He urged the leaders to "recognize the moral imperative of addressing the need for affordability and accessibility of health care that respects the dignity of life."

"CCUSA believes the call for health care reform represents a national moral crisis, but recognizes that the nation's poor are living this reality as an economic crisis," he said.

Health care: a comedy of errors?

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I often chuckle out loud at some of the statements made in the current health care debate. Even yesterday, when the discussion at the “Health Care Summit” was at least civil, some Republicans continued to repeat their best laugh lines. For example, they talked about a “government take-over of health care.” As someone who wishes the government would indeed “take over” health insurance with a single payer system, I just laugh out loud when I think about the bill they call a “government takeover.”

And then there are the comic props. Like the 2,000-plus pages stacked on top of each other, as if one could do comprehensive reform in an abbreviated form.

But at the heart of all this debate is the quest for the common good. That’s a top value in the Catholic moral tradition, and many others. It means -- among other things -- concern for those with pre-existing conditions who can’t get insurance, for those summarily dropped by profit-gouging insurance companies when they get too sick, and for the 30 million-plus who have no insurance at all.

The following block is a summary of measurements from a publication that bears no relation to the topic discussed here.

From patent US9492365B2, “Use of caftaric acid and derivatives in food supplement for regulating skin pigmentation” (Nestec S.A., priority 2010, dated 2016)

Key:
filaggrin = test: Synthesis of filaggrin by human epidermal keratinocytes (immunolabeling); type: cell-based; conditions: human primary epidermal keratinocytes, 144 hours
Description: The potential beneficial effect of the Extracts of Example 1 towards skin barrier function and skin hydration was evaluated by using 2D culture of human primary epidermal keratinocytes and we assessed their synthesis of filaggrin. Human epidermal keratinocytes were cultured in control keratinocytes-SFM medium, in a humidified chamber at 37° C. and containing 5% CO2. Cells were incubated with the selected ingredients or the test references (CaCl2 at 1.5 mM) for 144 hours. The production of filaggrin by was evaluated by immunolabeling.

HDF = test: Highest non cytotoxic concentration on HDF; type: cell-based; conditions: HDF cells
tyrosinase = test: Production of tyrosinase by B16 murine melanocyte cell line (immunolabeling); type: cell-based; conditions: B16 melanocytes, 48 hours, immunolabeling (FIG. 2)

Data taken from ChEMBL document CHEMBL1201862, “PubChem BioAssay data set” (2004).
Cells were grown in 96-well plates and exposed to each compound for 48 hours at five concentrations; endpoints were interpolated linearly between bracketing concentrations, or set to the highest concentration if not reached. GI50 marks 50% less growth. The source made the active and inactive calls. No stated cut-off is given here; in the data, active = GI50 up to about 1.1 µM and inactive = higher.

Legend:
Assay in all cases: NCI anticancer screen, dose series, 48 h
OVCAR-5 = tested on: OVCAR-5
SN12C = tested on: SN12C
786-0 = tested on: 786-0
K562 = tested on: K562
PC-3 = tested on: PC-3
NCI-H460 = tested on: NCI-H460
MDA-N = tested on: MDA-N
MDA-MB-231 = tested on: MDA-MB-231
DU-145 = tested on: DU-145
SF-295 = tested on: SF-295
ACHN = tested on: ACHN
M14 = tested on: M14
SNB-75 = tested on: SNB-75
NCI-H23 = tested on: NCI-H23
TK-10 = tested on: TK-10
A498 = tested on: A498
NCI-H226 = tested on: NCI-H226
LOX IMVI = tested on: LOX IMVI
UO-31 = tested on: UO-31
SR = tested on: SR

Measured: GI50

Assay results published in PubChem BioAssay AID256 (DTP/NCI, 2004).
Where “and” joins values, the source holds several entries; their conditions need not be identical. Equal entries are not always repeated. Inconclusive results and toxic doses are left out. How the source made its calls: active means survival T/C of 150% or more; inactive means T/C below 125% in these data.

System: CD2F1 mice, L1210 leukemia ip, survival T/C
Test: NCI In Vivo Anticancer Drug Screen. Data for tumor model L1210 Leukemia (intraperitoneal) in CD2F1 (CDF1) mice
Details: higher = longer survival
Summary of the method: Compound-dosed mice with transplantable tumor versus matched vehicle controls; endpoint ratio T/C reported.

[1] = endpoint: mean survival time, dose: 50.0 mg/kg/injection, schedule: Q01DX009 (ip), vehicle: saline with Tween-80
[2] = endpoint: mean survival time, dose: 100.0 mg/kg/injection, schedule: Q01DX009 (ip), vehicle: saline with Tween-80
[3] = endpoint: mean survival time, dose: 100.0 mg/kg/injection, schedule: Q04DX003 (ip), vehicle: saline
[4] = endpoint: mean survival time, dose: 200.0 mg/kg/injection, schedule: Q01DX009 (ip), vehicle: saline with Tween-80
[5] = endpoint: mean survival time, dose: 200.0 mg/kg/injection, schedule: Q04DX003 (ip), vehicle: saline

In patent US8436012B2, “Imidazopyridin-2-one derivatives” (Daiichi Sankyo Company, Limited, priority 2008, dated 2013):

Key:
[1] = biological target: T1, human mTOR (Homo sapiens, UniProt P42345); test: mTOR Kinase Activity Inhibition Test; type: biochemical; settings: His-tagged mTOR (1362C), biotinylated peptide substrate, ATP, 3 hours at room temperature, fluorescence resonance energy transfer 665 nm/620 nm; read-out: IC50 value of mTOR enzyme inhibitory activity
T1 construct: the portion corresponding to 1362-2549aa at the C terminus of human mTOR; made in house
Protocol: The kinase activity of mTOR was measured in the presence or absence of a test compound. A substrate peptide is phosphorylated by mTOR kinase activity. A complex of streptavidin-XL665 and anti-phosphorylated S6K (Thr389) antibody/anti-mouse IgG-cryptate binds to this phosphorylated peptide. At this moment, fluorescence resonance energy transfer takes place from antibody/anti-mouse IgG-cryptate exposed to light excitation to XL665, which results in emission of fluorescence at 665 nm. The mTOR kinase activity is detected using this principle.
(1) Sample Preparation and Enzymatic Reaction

On Refraining From Going Overboard with Religion

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The term "religious fanatic" can be applied to anyone whose strength of belief is distasteful to others. One person's saint is another's pariah.

So far as I'm aware, the term is used exclusively as an accusation, a derisive means of saying that the believer has gone too far. As such, they are thought to be at the least liable to twist your arm to win you to their convictions or to be dangerous. Some labeled as such have, in fact, done such things.

But in a society like America, where a person's religion isn't supposed to stick out too much lest it upsets the egalitarian ideal, someone can be called a fanatic simply for taking religion seriously. Those who take St. Francis or Gandhi or Mohammed as role models stand a good chance of being shoved to the margins of society because they don't know when to stop being religious, unlike most citizens who know when to quit in a pragmatic sort of way.

Death by design: border crossers dying in greater numbers

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The Rev. John Fife, an immigrants' rights activist based in Tucson, Ariz., calls it "death by design." He's referring to the policy by immigration officials of sealing off traditional border crossing areas, leaving immigrants with no choice but to cross from Mexico into the United States in the most dangerous of areas. Fife's long-held observation has proven right once again. People forced to cross the border through mountains, canyons and other lethal areas are dying in ever greater numbers.

A new report from the Tucson-based Coalicion de Derechos Humanos indicates a dramatic increase in the number of human remains recovered on the Arizona-Sonora border. Between Oct. 1, 2009, and Jan. 31, 2010, the remains of 61 people have been recovered. This is a dramatic increase over the same period a year ago, when the total of recovered remains was 45. This year's count includes 40 males, four females and 17 individuals of unknown gender.

According to the Derechos Humanos press release: